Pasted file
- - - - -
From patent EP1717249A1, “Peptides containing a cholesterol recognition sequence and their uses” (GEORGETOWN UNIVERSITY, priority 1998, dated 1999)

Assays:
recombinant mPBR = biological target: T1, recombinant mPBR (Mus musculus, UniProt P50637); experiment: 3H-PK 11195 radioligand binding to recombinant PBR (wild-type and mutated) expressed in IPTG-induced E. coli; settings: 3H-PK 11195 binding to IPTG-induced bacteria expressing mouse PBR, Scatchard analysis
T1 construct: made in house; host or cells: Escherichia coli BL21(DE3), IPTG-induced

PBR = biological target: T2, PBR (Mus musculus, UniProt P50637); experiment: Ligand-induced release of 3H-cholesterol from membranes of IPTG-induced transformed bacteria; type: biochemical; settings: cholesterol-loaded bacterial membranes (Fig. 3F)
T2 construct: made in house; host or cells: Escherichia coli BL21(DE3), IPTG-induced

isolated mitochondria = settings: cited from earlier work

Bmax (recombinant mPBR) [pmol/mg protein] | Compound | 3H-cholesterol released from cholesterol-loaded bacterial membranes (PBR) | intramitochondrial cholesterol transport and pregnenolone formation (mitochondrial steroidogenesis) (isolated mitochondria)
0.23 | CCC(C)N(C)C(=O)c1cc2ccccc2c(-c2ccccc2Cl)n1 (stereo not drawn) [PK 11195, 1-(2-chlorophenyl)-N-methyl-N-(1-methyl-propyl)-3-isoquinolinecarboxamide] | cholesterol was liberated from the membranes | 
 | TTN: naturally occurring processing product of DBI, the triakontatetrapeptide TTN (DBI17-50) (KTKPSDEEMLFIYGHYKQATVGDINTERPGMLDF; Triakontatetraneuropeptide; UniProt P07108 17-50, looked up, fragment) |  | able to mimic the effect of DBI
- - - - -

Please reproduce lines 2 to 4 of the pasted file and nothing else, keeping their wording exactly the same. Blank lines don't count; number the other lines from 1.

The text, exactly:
Assays:
recombinant mPBR = biological target: T1, recombinant mPBR (Mus musculus, UniProt P50637); experiment: 3H-PK 11195 radioligand binding to recombinant PBR (wild-type and mutated) expressed in IPTG-induced E. coli; settings: 3H-PK 11195 binding to IPTG-induced bacteria expressing mouse PBR, Scatchard analysis
T1 construct: made in house; host or cells: Escherichia coli BL21(DE3), IPTG-induced